Why did Martin Heidegger claim that existentialism was not a type of humanism?

In going back to Presocratic thought, Heidegger concluded that the original concern of man, or Dasein (in a cultural line that linked contemporary Germans to ancient Greeks), was Being. Heidegger believed that the Presocratics had only started to formulate the primary questions concerning Being, when the Socratics introduced a subject-object kind of metaphysics that already foreclosed one kind of answer to the original question of Being. Heidegger makes it clear to the reader that he does not know what this original question concerning Being was. Indeed, he devoted his philosophical work to trying to reconstruct the question, thereby inviting readers to ponder the same problem he did, with no conclusive answer. In this sense, Heidegger provides an exercise in meditation to those of his readers who take the time to understand him.

Heidegger wrote much about what that question might be, relying on a phenomenological intuition that "language is the house of Being." He did not mean by this the language of "the they," or even the discourse of French existentialists, such as Jean Paul Sartre (1905-1980), with its insufficiently general concerns. Until the question of

Why did Martin Heidegger refuse having his works translated from the German language?

Heidegger had a strong bias in favor of German as the language of thought. He did not think that his philosophy could be understood by those who did not speak German, and would not permit his work to be translated into Spanish.

Being could be formulated, the kind of humanism that existentialism could be could not even be properly imagined, according to Heidegger.

What was Martin Heidegger's question concerning technology?

Heidegger's question was the same question that hangs over us at this time: will technology destroy the world as we know it? But Heidegger's understanding of technology was unlike environmentalist thought that distinguished the artificial from what is natural. As part of what it means to say that "the world worlds," Heidegger believed that technology was a process arising from Being, insofar as human beings are the custodians of Being in their own being, albeit without a full understanding of what is involved in their relationship to Being.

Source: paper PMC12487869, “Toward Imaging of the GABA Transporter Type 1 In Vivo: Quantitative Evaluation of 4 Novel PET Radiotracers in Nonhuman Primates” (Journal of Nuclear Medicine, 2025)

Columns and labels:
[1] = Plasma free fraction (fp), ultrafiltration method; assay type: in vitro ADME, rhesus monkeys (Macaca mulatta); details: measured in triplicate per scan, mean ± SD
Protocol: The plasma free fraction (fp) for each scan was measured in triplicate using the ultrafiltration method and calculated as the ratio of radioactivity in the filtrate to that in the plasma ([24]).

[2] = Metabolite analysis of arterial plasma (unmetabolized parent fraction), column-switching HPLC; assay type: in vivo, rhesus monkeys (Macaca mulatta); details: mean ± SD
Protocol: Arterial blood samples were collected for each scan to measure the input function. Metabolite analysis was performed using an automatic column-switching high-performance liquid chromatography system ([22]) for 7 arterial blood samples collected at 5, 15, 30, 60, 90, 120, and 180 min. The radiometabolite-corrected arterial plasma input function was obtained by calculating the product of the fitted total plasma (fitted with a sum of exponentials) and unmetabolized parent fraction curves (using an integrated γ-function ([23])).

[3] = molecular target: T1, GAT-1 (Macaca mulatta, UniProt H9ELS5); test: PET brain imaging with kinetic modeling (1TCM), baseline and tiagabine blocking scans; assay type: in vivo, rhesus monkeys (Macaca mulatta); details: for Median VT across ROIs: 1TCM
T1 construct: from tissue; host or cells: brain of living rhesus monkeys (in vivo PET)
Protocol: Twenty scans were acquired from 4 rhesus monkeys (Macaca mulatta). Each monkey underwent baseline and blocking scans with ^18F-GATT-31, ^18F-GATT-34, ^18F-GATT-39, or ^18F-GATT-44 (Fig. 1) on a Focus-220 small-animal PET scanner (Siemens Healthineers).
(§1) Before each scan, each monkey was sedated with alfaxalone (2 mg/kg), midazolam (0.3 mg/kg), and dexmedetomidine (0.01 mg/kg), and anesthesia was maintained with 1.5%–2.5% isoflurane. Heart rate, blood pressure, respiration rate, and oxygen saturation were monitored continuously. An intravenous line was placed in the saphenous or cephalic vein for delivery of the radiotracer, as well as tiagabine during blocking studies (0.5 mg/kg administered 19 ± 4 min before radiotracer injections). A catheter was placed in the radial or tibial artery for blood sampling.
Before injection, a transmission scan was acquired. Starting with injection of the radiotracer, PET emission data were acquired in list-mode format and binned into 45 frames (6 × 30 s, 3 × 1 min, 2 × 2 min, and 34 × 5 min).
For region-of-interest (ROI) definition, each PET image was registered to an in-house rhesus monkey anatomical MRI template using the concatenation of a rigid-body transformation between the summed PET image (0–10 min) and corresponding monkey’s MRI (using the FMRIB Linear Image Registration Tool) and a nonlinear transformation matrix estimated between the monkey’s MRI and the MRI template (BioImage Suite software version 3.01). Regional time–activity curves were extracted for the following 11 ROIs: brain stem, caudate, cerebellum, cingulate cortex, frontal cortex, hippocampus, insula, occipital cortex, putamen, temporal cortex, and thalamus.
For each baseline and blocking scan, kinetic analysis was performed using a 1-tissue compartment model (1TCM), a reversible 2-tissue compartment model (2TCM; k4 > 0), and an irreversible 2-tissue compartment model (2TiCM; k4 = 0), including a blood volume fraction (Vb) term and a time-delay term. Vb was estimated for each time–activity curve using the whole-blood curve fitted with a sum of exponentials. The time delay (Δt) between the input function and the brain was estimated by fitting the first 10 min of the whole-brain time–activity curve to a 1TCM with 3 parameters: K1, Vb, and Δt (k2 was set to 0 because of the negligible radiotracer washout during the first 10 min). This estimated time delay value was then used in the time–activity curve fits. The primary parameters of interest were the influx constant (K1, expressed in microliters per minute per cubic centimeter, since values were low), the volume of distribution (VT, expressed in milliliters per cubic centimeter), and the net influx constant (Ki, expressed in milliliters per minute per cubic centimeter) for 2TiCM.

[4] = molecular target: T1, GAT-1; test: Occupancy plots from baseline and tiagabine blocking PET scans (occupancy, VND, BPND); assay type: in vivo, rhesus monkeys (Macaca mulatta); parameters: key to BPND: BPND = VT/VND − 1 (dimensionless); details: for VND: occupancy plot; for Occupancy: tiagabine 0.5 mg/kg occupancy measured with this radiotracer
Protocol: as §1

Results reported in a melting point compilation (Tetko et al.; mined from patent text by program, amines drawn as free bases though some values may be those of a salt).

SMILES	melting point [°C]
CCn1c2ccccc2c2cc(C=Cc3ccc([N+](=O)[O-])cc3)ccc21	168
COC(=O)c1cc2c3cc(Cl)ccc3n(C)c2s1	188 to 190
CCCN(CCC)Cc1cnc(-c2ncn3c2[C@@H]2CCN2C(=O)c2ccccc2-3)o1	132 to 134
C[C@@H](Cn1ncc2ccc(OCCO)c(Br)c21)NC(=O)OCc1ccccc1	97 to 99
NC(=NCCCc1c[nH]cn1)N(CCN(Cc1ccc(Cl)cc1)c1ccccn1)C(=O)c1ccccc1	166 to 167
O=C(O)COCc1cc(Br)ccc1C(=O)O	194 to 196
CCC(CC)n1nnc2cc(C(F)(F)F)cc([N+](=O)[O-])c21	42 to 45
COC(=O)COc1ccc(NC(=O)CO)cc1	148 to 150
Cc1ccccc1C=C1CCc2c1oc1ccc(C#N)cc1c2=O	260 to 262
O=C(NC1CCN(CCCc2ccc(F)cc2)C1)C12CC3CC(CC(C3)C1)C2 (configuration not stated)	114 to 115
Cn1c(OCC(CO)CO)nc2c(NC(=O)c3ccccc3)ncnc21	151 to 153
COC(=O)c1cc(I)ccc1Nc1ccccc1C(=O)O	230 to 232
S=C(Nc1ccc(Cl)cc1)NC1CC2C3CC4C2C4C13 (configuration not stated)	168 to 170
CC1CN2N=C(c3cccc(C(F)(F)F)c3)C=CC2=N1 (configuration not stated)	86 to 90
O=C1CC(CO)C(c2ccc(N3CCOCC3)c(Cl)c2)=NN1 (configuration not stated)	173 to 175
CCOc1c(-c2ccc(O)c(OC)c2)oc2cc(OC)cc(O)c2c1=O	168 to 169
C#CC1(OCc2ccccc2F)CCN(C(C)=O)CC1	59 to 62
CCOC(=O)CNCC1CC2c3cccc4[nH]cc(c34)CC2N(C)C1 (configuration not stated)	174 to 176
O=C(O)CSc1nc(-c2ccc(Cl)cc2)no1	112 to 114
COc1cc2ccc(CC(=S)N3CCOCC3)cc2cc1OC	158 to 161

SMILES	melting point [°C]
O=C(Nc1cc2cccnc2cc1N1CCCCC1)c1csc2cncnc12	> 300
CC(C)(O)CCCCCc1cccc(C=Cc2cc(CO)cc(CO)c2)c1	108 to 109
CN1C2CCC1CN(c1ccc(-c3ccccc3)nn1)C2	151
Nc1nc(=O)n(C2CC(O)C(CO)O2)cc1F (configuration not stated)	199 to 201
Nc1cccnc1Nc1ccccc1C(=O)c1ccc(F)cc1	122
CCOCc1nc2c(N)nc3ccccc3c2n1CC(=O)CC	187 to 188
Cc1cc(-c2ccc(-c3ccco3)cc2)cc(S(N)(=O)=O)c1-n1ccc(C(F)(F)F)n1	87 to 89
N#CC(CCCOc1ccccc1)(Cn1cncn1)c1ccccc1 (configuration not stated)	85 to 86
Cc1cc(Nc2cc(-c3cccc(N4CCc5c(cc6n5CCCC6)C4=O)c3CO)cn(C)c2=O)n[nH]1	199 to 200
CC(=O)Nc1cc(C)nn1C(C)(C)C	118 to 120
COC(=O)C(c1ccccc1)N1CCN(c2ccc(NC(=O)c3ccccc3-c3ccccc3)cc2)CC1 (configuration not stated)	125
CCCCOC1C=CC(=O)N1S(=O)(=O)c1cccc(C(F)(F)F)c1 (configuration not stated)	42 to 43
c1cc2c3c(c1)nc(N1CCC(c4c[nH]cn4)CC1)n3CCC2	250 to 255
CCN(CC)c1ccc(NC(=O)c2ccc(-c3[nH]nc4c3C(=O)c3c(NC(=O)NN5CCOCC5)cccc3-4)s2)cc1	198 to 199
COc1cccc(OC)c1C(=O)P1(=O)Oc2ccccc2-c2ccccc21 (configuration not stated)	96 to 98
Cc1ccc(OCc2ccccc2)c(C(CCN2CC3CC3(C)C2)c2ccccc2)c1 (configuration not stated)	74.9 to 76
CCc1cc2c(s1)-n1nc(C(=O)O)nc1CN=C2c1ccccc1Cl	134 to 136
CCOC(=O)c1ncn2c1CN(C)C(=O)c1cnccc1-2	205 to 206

Technology, according to Heidegger, was an "enframing" force and process that emerges from Dasein's relationship to being: all beings are marshalled and regimented to present themselves as uniform types of objects; human activities and the beauties of nature are also enframed and presented back to Dasein as items for use or consumption. In Heidegger's terms, a particularly plaintive example of such processing is the redirection and artificialization of the River Rhine as a tourist attraction.

As part of his analysis of the historical force of technology that has arisen from a distinctively human understanding of Being, Heidegger insists that technology is not an effect of science, but the reverse. Science and scientific research are no more than the results of more general technological forces.